Community service and social justice are cornerstones in the educational ethos at Jesuit Dallas. Our programs are designed to be context-driven and student-centered with the core belief that when student formation is given highest priority, everyone benefits in the long-term. As a student serves in the community, he proceeds toward greater awareness of his place as a servant-leader while recognizing his responsibility as a Man for Others in the Jesuit tradition of service that is inspired by Christ’s life and the teachings of St. Ignatius.
Credit: 100 hours
Prerequisites: Senior status.
Description: The Jesuit Community Service program seeks to provide an experience for the Jesuit student which will enable him to achieve considerable knowledge of the many needs of local and wider communities. The program seeks to prepare him for the day when he will take a place in these communities as a competent, concerned, and responsible member. The Community Service requirement of one hundred hours encourages the Jesuit senior to be a man of action, confronting issues in the community and striving to build the Kingdom of God on Earth. On a weekly basis the Jesuit seniors serve over 87 different agencies in the Dallas / Ft. Worth Metroplex. In addition to this regular weekly service, the seniors undertake a multitude of special projects working in diverse areas of need throughout the community and generously devoting many hours of volunteer service.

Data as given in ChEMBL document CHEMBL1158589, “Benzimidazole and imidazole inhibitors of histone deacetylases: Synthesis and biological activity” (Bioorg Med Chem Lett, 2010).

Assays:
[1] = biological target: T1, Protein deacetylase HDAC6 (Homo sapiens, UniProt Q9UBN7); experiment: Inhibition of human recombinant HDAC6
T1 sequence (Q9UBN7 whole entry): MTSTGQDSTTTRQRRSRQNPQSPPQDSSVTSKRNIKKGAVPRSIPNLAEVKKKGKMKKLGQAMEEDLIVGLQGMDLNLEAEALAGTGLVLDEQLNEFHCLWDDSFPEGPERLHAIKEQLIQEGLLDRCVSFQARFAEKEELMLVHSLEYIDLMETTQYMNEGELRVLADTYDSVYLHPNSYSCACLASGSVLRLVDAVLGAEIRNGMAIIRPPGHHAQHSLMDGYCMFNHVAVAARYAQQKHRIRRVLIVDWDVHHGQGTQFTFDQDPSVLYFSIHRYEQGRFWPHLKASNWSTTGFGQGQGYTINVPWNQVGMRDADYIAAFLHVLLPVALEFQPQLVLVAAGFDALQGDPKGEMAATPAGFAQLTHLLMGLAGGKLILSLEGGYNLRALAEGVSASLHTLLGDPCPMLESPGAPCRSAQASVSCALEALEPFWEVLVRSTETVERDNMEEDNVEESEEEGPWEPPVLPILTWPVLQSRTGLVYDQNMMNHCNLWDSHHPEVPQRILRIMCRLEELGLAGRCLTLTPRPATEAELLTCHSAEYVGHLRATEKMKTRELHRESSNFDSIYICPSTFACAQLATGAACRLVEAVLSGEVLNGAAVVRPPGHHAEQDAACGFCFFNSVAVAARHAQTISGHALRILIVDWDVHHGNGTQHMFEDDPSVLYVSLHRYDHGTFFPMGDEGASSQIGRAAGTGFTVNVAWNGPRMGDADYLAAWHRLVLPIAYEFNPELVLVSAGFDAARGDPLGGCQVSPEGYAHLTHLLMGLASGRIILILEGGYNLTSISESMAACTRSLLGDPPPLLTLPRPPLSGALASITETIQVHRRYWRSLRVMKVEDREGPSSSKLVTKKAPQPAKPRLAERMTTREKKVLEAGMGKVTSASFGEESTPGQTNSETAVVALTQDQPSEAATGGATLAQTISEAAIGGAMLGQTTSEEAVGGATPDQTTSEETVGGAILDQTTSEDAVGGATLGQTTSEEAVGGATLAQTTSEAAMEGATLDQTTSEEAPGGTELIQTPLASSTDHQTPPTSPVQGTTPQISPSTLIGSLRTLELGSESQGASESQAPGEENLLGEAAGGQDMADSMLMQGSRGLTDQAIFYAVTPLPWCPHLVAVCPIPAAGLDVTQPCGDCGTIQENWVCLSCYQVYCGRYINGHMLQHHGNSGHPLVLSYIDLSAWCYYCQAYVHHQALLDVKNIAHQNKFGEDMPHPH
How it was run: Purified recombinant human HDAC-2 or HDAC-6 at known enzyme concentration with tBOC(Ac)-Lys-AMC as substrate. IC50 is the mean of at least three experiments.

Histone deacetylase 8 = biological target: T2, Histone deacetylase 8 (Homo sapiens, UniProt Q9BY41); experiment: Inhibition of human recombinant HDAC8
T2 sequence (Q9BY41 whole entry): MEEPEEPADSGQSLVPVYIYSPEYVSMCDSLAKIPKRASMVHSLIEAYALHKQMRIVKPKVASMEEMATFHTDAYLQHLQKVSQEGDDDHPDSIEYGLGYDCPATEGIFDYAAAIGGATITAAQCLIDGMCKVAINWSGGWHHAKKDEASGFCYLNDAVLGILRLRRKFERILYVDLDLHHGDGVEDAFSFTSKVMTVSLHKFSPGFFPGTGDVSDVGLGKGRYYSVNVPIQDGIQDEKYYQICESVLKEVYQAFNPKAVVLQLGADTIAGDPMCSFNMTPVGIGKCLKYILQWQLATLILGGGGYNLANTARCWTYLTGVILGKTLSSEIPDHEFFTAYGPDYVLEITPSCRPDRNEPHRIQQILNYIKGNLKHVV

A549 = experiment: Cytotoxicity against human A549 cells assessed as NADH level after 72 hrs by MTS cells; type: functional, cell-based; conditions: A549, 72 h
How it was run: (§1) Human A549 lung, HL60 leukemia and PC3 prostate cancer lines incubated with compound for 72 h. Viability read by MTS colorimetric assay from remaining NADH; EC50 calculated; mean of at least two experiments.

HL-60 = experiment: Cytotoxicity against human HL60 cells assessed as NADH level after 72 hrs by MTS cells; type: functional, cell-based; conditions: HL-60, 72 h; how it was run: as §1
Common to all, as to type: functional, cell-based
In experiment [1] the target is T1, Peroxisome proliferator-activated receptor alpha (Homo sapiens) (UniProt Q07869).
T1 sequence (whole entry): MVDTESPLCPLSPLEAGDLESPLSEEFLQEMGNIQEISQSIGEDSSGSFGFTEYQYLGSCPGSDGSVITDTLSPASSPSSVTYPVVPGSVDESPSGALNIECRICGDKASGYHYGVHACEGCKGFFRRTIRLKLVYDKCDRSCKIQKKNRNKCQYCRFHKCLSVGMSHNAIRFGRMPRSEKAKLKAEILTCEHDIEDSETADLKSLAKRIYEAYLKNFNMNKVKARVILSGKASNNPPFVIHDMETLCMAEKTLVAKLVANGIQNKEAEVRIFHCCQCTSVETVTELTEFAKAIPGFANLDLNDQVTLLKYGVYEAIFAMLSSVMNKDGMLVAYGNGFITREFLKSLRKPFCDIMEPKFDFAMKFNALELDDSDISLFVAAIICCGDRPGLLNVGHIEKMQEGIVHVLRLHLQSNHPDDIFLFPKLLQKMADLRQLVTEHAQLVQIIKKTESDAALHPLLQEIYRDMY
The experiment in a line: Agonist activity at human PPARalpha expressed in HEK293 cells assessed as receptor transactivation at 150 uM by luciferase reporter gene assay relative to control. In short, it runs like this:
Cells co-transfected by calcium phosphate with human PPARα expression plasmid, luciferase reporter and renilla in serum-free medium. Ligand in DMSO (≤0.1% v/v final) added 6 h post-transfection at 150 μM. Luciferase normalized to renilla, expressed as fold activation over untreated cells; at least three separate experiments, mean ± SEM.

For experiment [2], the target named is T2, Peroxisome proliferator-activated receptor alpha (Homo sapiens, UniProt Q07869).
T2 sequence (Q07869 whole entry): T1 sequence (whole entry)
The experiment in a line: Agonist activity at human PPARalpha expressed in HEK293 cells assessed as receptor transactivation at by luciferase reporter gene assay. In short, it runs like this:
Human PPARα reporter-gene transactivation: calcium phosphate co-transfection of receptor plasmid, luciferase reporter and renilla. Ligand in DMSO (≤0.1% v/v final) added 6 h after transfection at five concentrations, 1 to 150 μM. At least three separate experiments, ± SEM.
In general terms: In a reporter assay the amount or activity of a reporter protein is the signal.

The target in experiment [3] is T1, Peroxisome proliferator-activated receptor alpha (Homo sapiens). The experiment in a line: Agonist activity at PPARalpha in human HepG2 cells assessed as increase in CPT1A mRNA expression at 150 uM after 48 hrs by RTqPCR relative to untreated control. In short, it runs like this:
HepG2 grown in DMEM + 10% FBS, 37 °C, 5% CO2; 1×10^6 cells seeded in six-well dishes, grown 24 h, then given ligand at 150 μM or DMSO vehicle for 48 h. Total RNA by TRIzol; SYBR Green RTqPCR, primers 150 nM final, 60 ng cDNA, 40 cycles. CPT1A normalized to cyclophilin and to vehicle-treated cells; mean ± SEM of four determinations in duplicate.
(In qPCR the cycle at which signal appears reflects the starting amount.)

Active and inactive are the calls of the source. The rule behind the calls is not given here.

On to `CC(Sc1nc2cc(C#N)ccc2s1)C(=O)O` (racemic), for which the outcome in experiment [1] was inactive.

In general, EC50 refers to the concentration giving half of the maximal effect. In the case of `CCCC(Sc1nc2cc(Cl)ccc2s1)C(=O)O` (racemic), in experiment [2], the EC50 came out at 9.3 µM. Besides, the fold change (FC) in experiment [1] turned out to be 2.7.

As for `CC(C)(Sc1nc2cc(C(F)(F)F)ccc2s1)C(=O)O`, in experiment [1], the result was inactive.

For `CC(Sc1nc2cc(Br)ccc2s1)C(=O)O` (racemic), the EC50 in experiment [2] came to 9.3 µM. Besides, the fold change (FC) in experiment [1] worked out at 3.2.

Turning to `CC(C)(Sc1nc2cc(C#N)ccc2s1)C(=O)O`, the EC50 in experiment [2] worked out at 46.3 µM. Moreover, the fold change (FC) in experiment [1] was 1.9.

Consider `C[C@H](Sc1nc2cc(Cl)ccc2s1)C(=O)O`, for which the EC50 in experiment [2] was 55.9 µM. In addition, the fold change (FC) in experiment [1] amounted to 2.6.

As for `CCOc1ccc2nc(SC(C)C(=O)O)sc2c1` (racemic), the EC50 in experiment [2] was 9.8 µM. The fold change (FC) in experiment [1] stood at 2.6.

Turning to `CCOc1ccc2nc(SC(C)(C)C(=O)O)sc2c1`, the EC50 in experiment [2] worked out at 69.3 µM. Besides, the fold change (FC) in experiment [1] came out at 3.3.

Prerequisites: Senior status; concurrent enrollment in Community Service.
Description: This course offers seniors the opportunity to explore the historical development and application of Catholic Social Teaching.
The course is supplemented with personal reflections that relate to the senior’s specific community service site and the relationship their work and these agencies have in building a better world. During the course, students delve more deeply into a wide range of social justice themes that integrate their more theoretical learning with their specific area of senior community service. The course is founded on the principals of Social Justice thought in the Jesuit tradition. Topics include: poverty, legal systems, childhood education, special education, immigration, elder care, human dignity, homelessness, just war, health care, and modern social structures. This class meets once a week, attends guest speaker presentations, and culminates with a Capstone Project.